Without the stars for illumination, the nebula lacks its distinctive colours as stored in my database. A lonely white dwarf provides only a glimmer to highlight the twists and folds of the dust and gas. The Visitors draw my attention closer until I see a planet. From the pattern of dimensions around it, I know that it is a rogue planet. A frozen giant unbound by a star system’s gravity, and so following its own path through interstellar space.

The planet’s mass is huge, many times that of Jupiter, but it was only marginally larger. From the Visitors’ teachings, I’d mapped our understanding of the elements to theirs and so I can read the composition of the planet. Its surface is a bland blueish grey, the gases of the atmosphere turned to slush, far from the warmth of any star.

It passes close by to the white dwarf, not enough to be truly captured by the star’s gravity, but sufficient to pull it into an expanding loop which repeats several times before the planet continues on its path out of the nebula. Even though the white dwarf is no longer capable of fusion, it still radiates tremendous thermal energy. Combined with the sudden gravitational tidal effect, the planet swiftly warms up. On the surface of its frozen atmosphere, ice and dust had accumulated and are now released from the thawing atmosphere.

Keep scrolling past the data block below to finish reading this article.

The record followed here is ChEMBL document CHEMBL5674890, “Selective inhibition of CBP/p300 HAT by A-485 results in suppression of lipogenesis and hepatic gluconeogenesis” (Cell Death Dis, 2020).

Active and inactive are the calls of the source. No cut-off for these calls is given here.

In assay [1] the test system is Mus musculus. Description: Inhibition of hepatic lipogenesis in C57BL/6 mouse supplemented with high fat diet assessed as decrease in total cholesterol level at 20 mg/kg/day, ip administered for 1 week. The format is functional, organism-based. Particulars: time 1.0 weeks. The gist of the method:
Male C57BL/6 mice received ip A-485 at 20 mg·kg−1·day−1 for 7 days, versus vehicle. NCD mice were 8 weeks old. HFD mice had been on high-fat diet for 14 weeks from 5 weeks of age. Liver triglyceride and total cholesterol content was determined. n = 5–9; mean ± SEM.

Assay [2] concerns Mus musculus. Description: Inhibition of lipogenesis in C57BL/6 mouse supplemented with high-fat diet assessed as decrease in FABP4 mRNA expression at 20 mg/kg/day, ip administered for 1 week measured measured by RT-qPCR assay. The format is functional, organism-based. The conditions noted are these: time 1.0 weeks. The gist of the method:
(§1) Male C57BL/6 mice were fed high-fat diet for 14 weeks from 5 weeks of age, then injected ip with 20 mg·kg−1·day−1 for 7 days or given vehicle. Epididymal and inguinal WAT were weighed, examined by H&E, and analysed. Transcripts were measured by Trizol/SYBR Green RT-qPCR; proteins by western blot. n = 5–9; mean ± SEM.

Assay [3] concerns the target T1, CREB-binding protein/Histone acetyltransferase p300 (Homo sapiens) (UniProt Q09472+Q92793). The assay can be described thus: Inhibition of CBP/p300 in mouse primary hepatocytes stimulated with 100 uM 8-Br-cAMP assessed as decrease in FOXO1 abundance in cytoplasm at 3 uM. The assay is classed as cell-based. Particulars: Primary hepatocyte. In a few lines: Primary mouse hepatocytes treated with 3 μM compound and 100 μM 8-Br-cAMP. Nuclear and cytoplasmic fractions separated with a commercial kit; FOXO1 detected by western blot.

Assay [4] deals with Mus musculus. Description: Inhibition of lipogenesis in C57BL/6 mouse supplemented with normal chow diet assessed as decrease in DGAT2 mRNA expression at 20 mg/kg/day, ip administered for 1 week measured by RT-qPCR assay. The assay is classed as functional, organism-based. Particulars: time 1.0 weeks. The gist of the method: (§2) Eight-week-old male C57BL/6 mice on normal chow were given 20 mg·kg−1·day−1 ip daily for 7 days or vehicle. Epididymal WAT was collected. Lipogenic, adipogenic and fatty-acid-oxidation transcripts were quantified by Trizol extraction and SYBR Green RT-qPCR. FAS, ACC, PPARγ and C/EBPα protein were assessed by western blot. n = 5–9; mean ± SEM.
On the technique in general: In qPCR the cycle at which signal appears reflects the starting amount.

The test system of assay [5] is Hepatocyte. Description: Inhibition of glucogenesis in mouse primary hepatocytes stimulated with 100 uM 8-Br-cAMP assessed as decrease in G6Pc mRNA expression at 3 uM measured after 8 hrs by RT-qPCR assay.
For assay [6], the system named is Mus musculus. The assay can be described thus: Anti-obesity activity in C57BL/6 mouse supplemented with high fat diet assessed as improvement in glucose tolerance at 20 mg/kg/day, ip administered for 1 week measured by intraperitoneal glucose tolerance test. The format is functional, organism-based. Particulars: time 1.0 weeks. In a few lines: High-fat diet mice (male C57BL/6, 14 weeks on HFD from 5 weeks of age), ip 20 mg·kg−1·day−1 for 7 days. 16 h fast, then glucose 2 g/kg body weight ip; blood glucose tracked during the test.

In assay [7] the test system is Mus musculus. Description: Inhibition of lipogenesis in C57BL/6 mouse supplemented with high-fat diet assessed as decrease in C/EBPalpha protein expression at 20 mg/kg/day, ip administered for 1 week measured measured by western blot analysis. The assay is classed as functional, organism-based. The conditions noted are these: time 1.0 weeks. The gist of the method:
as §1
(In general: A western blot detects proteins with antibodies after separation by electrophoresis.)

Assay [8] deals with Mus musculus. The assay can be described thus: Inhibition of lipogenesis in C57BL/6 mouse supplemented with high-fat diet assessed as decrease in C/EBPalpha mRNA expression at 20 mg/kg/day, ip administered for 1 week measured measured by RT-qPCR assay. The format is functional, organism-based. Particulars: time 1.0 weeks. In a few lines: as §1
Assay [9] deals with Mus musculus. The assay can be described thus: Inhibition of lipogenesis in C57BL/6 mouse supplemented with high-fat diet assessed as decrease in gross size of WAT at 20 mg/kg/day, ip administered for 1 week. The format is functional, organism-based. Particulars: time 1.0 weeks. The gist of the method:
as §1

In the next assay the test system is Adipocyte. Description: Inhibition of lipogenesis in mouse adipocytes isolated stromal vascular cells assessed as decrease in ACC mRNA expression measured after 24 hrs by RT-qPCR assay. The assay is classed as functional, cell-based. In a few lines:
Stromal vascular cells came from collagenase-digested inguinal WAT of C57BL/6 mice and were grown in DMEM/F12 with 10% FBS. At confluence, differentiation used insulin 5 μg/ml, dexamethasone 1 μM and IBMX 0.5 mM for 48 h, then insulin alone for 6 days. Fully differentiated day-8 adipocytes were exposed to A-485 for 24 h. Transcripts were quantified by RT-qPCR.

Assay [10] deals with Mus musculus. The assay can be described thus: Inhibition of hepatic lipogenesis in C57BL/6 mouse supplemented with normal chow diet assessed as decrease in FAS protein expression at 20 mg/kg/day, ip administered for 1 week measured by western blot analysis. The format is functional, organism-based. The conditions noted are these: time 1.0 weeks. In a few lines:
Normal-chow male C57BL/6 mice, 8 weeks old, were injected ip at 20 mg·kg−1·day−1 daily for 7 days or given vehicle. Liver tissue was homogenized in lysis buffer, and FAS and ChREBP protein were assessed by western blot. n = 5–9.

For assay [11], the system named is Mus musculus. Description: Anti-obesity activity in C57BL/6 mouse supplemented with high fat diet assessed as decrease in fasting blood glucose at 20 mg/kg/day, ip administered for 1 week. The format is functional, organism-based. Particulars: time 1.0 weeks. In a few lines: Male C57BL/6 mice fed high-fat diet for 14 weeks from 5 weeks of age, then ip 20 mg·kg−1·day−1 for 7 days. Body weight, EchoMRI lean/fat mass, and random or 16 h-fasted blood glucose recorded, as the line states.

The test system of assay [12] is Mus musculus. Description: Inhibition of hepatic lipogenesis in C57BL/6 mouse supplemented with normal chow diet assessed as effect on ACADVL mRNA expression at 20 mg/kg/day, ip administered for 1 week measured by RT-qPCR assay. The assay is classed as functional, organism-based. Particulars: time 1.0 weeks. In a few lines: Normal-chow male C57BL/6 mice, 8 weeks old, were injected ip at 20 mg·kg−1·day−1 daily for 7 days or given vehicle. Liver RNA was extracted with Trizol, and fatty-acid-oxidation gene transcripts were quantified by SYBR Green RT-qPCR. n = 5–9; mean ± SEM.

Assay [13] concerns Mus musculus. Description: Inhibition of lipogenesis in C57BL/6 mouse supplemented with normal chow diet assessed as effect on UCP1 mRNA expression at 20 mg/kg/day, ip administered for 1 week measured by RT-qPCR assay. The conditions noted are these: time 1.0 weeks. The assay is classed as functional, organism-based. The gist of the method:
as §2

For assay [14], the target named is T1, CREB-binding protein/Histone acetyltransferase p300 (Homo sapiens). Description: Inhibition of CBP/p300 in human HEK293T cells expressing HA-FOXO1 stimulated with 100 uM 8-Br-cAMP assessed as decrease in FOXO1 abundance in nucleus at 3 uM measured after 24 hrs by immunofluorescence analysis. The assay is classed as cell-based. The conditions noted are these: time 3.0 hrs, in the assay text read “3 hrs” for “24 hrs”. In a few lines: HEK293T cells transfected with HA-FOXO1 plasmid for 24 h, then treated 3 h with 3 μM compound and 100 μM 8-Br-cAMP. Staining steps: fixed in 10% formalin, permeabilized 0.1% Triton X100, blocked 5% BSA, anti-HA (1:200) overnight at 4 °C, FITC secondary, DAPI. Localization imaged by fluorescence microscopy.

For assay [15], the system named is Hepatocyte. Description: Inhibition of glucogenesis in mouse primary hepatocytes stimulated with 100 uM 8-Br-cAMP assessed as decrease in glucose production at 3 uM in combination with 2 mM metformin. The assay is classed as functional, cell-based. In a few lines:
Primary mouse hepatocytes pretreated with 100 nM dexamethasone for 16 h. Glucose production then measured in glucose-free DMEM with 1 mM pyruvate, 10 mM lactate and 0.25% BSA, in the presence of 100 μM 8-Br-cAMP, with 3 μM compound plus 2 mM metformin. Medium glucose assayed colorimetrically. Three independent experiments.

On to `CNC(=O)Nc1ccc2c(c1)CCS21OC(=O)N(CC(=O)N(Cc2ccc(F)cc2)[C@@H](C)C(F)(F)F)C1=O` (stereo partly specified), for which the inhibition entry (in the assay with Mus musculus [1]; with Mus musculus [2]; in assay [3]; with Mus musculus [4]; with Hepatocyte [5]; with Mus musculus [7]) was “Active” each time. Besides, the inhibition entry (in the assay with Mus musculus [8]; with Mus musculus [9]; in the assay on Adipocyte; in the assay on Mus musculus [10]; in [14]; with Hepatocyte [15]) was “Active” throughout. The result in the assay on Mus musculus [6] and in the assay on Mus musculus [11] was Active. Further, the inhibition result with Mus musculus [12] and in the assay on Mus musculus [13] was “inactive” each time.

Throughout its journey the planet maintains its spin, and as the layers of its atmosphere thaw, so too do the deeper layers. As they do, the minuscule magnetic field of the planet is energised by the differentials of the layers of metallic hydrogen.